October 10, 2016 TOLS

Do what thou wilt shall be the whole of the Law.

The following is an extract from my last Toronto lecture, on the process of setting up your own temple.

The temple is the magician extended into four (or more) dimensions. And in time, as the very concept of the temple expands, the magician is seen to be an extension of the sacred space itself. This idea is worth meditating upon.
There are various practical aspects of establishing a temple. One of the commonest problems I run into is students who live with their parents, or share with a non-magical friend, and who feel it will create difficulties and awkward questions if they set up a table with candles and images. Everyone has to resolve this for themselves, but there is nothing that says we can’t establish a concealed temple. The top of a chest of drawers can be considered an altar, once we pull out the candles and light them. And it can revert to being mundane furniture once the ceremony or nightly work is concluded. There is no requirement to advertise what we’re up to.
There’s a curious thing that I’ve found about dedicated spaces. For many years I lived in a high-rise apartment and had my temple on one side of my bedroom. I then moved away, ending up with a small house of my own where I was able to dedicate an entire bedroom to being my temple. Oddly, I didn’t see any change in the quality of my magical results. The will to invoke is much more important than having a luxurious space in which to do so. These days, I’m back in a Toronto apartment, and use a six-foot wide part of my bedroom again, and that’s fine.
Most neo-pagans I know get upset at the idea of not having a temple aligned with the sunrise, but the Hermetic tradition doesn’t require it. My personal temples have all ended up being oriented to the north or north-west, to the point that I feel that’s the correct positioning for me personally. Thelemic magicians and Qabalists generally are quite happy declaring that the optimal direction is ‘magical East.’ Since the opening part of most Qabalistic rituals consists of a Lesser Ritual of the Pentagram, which places the solar Archangel Raphael in front of the ritualist, this tends to reinforce the desired alignment quite easily. And if you continue to work in the same space, with this same alignment, soon your magical East becomes well established.
It’s ideal, if you don’t have prying family or roommates, that you maintain your temple as a sacred enclosure all the time, so it retains its specialnesss. In your own mind it needs to exist as a reserved volume of air, a set of coordinates in material space that you can enter into when you’re in the right mood, and activate by your presence and intents.
What needs to be in there? Well, a chair or a cushion, depending how you like to sit for meditation. An altar, which can be a ‘proper’ double-cube one, or simply a small table. And you, because only a human can energise a temple. Otherwise … not much, really.
A temple can be basic or elaborate, and I’ve seen one or two in this part of the world that are positively Byzantine in their imagery. I’m a minimalist, so mine barely looks temple-y to an outsider.
Practically speaking, you need a working space that allows you to stretch your arms to full length. Otherwise, the gestures in ceremonies such as the Lesser Rituals of the Pentagram and Hexagram can’t be made satisfactorily. You can do them on a purely imaginal level, with nobody being any the wiser, but magical energy is quite kinetic, and works better if the body can move.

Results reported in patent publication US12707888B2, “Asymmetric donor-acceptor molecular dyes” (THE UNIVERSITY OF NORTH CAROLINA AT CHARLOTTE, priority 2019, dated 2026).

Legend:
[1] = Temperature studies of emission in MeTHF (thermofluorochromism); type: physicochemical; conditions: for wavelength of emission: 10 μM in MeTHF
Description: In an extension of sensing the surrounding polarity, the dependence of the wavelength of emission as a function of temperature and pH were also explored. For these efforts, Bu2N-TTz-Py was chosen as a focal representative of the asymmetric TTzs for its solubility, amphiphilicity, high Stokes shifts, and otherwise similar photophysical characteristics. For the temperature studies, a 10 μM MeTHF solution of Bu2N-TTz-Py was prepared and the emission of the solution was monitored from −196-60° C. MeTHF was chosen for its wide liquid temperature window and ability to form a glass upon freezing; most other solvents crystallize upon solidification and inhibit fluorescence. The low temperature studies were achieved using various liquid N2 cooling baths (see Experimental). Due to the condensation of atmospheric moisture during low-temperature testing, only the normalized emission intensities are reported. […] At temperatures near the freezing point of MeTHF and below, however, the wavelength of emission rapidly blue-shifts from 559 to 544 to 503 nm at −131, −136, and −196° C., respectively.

I’ve mentioned candles, and they are important. A living flame on an altar means it’s activated. Even though a candle flame is made up of combusting hydrocarbons, the fact of combustion connects it directly to fire as the prime and purest symbol of energy. And in Hermetic magick, the element of Spirit is also represented by flame. Fire represents aspiration or will, and the consecration of them.
Okay, so you have a table and a candle, and of course matches. What else?
You. And your desire to explore strange ideas and to access knowledge you weren’t sure existed before.
Temples can be decorated by design, but an effective temple acquires its furnishings as they become necessary or relevant. A print of a favourite Tarot card, an image of a deity from some pantheon that has proved helpful, something to hold implements, incense and charcoal … they just make themselves needed, so you find them. And things don’t have to fit a specific decorative scheme, or even an intellectual one. I’ve found my own temples have become compendiums of nonconforming elements over time. Remember, the temple is essentially a representation of who and what you are within, and humans aren’t orderly beings. We are interested in this, and that, and another that and another this.
You need to maintain order, some form of coherence, but a temple is an extension of the human who uses it, and thus it acquires human traits of imbalance, and occasional incoherence, or apparent incoherence. The famously elusive HGA we’re always on about has to manifest through all the distractions, oddities, eccentricities and longings with which we become entangled. Repressing something that is not aesthetically or organisationally pleasing is not going to help you with that relationship. You need to admit the odd or uncomfortable bits of yourself into the conversation.
But if you set out with a Will, and are willing to follow the hints as they come to you, then your temple will build up a charge detectable even to the muggles in your life. And it will be both your spaceship when you’re up for boldly going where you’ve never gone before, and your cave of refuge when you’re a little less sure of yourself.
Love is the law, love under will,
Edward Mason

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